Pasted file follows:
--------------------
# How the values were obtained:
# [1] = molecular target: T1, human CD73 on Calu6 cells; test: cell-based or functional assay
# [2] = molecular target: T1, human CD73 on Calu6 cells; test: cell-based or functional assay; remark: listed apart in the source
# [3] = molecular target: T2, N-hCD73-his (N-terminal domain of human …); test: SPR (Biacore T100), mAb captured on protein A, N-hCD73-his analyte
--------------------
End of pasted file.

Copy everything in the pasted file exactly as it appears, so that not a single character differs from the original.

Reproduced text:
# How the values were obtained:
# [1] = molecular target: T1, human CD73 on Calu6 cells; test: cell-based or functional assay
# [2] = molecular target: T1, human CD73 on Calu6 cells; test: cell-based or functional assay; remark: listed apart in the source
# [3] = molecular target: T2, N-hCD73-his (N-terminal domain of human …); test: SPR (Biacore T100), mAb captured on protein A, N-hCD73-his analyte